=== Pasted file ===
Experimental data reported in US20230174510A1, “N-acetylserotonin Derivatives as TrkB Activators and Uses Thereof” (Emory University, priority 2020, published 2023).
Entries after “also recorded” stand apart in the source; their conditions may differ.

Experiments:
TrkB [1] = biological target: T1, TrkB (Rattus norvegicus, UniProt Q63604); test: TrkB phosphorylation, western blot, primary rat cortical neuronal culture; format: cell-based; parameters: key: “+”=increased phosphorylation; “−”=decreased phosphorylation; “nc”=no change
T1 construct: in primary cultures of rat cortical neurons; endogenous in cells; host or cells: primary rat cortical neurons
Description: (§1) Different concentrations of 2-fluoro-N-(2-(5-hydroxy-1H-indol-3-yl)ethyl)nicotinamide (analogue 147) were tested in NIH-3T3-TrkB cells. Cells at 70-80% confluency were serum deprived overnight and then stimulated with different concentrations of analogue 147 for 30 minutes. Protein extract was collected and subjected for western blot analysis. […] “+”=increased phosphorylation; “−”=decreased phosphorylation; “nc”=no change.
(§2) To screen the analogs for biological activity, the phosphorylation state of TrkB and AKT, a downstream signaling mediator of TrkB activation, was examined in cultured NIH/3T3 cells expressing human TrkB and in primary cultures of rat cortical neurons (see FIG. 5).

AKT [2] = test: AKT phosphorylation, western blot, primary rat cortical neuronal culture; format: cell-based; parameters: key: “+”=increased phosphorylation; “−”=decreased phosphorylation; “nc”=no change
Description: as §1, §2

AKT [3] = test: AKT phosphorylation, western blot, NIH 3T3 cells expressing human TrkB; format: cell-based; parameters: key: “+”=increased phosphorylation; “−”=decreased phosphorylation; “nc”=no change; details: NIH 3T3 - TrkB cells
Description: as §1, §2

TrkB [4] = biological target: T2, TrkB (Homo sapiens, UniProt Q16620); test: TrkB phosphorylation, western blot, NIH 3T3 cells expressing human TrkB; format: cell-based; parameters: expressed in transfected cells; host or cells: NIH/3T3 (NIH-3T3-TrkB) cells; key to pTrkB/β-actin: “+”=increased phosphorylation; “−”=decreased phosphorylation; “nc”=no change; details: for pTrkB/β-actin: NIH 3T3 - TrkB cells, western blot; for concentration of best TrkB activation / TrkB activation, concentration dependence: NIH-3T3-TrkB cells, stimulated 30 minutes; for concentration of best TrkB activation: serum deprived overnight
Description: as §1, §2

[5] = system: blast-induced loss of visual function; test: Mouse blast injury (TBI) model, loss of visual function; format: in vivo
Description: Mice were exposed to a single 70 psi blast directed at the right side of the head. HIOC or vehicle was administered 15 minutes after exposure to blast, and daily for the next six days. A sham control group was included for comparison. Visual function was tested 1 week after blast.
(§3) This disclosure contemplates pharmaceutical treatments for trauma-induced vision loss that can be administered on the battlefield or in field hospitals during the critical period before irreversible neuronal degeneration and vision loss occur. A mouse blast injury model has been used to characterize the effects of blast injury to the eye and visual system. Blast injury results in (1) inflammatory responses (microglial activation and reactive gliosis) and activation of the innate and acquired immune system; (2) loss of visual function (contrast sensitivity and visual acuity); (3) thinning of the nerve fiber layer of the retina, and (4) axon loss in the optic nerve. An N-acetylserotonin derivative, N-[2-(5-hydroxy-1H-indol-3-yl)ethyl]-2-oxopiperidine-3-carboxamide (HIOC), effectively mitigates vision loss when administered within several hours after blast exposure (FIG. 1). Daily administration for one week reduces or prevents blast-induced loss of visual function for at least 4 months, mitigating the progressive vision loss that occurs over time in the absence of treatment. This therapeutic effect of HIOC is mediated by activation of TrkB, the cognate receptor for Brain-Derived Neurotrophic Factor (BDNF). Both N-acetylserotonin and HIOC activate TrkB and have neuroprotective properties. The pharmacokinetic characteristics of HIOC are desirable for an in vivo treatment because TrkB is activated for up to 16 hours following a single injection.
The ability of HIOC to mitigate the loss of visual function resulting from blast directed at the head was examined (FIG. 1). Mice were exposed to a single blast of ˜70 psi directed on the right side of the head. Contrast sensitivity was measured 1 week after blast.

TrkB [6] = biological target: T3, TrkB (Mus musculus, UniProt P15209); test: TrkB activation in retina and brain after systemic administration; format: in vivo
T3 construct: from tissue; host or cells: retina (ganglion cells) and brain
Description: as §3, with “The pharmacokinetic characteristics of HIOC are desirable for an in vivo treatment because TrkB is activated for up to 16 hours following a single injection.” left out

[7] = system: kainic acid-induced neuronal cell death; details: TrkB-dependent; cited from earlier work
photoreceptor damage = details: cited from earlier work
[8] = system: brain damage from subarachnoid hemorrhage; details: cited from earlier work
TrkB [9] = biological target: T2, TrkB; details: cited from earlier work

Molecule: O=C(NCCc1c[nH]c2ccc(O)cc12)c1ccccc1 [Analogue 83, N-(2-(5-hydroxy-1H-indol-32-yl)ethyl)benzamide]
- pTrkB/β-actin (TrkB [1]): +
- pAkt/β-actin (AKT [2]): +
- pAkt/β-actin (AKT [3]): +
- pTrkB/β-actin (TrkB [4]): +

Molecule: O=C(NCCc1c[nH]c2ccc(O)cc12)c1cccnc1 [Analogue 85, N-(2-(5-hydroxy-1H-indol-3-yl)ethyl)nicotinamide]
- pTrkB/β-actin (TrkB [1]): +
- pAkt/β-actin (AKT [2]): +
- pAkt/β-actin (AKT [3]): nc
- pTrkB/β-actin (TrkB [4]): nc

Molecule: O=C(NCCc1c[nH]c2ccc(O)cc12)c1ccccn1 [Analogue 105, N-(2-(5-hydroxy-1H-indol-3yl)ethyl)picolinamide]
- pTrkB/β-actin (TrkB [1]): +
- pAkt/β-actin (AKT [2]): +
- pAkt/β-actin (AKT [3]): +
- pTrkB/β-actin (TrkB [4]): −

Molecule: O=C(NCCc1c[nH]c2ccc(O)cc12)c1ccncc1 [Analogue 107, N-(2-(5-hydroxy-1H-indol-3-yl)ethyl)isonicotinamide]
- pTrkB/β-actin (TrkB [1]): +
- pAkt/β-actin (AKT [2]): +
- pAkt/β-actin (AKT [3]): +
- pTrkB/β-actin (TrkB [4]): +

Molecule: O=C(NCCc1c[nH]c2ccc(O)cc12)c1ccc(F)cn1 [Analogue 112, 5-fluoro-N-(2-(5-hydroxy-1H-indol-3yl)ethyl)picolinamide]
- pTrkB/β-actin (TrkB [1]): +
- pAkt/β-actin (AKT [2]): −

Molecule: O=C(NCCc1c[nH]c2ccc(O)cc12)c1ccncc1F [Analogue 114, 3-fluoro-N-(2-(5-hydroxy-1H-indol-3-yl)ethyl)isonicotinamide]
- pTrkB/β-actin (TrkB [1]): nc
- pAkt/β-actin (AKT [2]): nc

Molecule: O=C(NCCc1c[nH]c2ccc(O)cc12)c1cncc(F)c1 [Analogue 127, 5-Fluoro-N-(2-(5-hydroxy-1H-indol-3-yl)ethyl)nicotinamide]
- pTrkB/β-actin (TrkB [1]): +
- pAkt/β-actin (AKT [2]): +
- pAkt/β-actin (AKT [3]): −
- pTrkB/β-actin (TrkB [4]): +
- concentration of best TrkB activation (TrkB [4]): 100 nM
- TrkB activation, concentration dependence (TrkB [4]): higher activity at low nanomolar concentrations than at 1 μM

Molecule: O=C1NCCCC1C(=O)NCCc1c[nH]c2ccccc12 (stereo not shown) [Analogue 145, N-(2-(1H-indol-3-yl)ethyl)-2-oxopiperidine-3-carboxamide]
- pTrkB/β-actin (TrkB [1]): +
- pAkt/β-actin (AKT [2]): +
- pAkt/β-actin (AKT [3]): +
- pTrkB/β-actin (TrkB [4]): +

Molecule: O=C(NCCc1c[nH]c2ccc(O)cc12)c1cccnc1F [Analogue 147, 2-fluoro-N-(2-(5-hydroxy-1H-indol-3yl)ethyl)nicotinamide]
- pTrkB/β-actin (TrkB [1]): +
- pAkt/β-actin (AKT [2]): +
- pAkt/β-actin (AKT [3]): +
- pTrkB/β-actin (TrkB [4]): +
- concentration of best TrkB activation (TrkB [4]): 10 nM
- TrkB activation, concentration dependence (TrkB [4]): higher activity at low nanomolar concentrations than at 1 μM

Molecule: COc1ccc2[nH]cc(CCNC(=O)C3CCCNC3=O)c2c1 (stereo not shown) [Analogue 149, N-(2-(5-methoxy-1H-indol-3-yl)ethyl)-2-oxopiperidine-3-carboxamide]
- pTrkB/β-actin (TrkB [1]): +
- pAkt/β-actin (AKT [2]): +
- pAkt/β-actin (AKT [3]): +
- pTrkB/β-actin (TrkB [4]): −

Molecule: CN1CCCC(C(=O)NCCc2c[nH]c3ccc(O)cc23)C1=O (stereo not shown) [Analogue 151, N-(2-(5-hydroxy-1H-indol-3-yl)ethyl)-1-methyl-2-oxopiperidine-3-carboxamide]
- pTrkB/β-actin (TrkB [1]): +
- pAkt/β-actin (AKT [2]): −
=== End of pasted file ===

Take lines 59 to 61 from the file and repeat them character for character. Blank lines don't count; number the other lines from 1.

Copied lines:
- pTrkB/β-actin (TrkB [1]): +
- pAkt/β-actin (AKT [2]): +
- pAkt/β-actin (AKT [3]): +